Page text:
I havn’t called Reid “Molly” since that night. She hasn’t called CareB by any other name either, mind you, but I’ll resist the urge if she does.

Museums in Ottawa/Gatineau

Thursday, March 13th, 2008

I’m writing this list to help remember that there are more museums in Ottawa than the 2 or 3 we go to most often. And, of course, to help anyone who is looking for a museum to visit in Ottawa and since it’s day 4 of spring break, there may be more people than usual looking for a diversion. I have written about many of these museums previously.

1. Canadian Children’s Museum – this museum is part of the Museum of Civilization but it is specifically designed for children and their families, as the name indicates
2. Canada Aviation Museum – Ken and Reid like this museum, I am not so keen on it but they look at me like I’m crazy when I say I’d rather stay home
3. Science and Technology Museum – Reid calls this the “train museum” for the locomotive room but there is so much more to see and do
4. Canada Agricultural Museum – spring is a great time to visit “the Farm”, as Reid calls it, to see the baby animals
5. National Gallery of Canada – this is another museum that we haven’t been to since Reid was tiny but it deserves a visit
6. Canadian Museum of Nature – Reid likes the dinosaur room and the area where the kids pretend to be in the bird sanctuary
7. Canadian Museum of Civilization – I’d thought Reid was too young at 3.5 to go into the main part of the Museum of Civilization but we went in January with an older cousin and she hadenjoyed a number of the displays
8. Canadian War Museum – Kids seem to be interested in the military vehicles and uniforms and the museum has activities especially for kids
9. Canada Postal Museum – this museum is also lodged at the Museum of Civilization. I’m always pleasantly surprised by the special activities they have, like the dog sled during Winterlude
10. Bytown Museum – season starts April 5th – we haven’t been to the Bytown since Reid was born. It is on my list for this summer.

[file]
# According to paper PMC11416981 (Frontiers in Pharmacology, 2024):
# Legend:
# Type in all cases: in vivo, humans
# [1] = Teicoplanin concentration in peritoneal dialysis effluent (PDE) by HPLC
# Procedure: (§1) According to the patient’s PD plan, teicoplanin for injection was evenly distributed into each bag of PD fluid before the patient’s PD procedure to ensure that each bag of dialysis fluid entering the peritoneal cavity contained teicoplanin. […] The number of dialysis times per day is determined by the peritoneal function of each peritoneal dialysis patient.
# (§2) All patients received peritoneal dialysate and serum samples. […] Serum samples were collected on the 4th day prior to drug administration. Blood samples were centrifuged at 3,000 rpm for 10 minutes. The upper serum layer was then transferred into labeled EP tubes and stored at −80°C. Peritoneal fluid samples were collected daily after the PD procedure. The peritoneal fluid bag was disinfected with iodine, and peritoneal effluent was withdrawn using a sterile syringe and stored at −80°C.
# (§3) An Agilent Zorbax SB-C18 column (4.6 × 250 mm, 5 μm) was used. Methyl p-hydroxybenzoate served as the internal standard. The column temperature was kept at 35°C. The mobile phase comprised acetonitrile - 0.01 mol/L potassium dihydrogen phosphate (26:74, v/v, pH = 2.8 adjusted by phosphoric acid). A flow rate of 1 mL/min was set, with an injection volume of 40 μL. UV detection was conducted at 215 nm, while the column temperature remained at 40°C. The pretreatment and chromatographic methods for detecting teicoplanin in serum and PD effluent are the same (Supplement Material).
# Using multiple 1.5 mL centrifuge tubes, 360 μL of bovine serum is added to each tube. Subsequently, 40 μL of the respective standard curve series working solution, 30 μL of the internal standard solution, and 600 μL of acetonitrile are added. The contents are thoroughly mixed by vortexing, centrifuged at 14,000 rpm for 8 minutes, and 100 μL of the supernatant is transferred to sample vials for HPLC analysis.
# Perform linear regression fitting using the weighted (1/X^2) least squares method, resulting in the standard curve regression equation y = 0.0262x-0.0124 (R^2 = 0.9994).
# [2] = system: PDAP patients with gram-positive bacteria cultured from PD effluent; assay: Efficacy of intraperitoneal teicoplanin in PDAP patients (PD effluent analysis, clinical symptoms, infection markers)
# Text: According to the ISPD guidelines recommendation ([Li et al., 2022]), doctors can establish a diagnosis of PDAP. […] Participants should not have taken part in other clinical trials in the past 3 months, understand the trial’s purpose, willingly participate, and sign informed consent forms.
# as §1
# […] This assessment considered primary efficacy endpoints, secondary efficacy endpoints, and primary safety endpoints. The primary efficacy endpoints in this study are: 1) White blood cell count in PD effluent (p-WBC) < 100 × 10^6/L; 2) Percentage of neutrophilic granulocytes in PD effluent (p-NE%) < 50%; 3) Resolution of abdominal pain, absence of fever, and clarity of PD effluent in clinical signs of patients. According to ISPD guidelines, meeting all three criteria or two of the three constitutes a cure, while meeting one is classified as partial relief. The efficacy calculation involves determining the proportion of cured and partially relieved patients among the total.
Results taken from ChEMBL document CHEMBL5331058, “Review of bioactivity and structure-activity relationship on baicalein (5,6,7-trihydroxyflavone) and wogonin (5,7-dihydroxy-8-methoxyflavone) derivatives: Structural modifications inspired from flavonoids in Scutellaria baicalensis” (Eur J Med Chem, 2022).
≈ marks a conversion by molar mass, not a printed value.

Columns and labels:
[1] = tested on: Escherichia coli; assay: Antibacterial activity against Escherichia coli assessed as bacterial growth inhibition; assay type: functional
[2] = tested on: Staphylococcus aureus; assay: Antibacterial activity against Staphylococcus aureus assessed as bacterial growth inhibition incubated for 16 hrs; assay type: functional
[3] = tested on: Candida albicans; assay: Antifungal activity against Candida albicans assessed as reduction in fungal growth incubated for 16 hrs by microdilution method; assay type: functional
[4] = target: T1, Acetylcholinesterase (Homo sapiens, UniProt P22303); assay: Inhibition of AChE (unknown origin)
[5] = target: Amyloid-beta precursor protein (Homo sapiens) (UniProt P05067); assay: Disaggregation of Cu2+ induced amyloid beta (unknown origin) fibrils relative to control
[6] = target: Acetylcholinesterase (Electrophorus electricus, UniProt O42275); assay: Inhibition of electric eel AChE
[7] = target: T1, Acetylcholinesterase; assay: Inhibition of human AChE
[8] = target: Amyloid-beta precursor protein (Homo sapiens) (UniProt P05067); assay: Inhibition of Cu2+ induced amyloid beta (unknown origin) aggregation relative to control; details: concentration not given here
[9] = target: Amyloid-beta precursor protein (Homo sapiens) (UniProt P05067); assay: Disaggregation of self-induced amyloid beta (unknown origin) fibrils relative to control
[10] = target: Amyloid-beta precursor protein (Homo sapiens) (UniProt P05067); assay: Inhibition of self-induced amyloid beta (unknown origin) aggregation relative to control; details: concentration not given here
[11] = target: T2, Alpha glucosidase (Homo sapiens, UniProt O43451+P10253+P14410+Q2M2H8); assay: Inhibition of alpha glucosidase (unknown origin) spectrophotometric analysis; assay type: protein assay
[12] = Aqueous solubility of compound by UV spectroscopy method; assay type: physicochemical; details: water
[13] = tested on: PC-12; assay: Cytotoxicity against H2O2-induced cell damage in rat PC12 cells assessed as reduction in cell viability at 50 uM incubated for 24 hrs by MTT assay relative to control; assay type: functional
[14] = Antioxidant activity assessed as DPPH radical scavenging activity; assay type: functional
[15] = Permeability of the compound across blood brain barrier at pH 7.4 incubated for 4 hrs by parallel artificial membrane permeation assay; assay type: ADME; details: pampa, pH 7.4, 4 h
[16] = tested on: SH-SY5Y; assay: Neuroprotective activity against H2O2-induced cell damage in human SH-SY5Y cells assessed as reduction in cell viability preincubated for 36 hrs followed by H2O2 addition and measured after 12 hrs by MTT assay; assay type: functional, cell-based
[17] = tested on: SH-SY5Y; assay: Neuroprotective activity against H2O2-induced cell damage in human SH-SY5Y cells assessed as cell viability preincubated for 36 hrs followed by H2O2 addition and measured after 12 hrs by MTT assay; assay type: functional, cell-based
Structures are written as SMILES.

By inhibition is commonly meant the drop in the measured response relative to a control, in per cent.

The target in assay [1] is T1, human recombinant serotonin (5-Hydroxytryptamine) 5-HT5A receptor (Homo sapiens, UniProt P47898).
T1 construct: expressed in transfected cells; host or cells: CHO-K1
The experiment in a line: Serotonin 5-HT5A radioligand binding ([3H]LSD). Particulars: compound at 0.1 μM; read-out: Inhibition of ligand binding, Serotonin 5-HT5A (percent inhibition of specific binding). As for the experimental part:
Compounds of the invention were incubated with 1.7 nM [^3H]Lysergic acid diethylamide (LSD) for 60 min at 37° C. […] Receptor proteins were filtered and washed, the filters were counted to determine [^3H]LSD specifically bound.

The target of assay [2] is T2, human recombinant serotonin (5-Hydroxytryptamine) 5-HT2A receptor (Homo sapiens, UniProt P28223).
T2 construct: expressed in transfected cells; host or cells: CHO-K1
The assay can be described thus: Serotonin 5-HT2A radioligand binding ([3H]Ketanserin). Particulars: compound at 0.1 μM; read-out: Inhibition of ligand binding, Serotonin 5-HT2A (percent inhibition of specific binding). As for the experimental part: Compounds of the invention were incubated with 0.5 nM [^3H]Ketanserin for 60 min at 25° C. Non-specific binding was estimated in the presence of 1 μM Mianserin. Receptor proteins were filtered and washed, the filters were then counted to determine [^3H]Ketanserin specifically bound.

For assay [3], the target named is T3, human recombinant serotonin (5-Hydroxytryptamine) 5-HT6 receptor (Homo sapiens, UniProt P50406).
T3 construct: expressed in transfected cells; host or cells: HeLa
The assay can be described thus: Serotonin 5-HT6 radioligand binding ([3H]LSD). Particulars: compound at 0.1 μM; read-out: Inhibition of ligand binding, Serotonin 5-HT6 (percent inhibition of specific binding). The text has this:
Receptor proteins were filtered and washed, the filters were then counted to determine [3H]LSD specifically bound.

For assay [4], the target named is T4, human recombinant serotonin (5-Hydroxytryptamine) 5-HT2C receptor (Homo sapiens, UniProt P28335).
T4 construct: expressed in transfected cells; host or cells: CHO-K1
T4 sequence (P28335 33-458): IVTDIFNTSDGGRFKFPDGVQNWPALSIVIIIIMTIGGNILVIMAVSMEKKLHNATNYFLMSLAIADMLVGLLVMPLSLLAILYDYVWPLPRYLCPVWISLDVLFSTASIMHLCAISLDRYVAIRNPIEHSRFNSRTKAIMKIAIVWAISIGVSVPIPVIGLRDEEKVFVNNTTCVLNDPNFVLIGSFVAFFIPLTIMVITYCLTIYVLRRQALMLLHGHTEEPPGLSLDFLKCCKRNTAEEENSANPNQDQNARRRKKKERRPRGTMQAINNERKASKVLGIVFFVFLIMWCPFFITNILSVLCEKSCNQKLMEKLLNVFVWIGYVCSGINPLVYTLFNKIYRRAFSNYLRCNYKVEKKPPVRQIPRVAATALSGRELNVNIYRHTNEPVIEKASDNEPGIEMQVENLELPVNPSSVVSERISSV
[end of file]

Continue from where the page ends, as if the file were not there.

11. Cumberland Heritage Village – season starts May 20th – there is usually a special theme for each Sunday during the summer. Our favourite last year was the Firefighter and Protective Services Day in July.
12. Pinhey’s Point Historic Site – season starts May 20th – we’ve never been to Pinhey’s Point but I noticed it had interesting special events last summer and will try to get there this summer
13. Billingsbridge National Historic Site – season starts May 11th – it’s been far too long since I was last at the Billingsbridge Estate. I hope that they’ll still be offering the “tea and tours” this summer. I think Reid will be able to handle both this year.

There are others with lists of 13 things you might find interesting as part of Thursday Thirteen.

Big flakes, small snow

Wednesday, March 12th, 2008

I’m praying that the popular wisdom “big flakes, small snow” holds true today. The snow is falling again but to my eye, the flakes are pretty big, maybe not huge, or hugandous to use Reid’s word, but certainly they’re bigger than what fell Saturday. I’m sort of afraid to google the question for fear of confirming that there is no basis in fact and I’ve pinned my hopes on a myth. Me, the one who always checks the emails I get about missing kids, new illnesses, safety risks, etc. I’m a coward, eh? The US National Snow and Ice Data Centre probably has the answer but I’m not sure that I want it.

Do you know if there is any science to prove or disprove “big flakes, small snow”? I am going to send the question to Environment Canada (the site doesn’t have any information) and see if one of the meteorologists will answer. I’ll let you know if they do.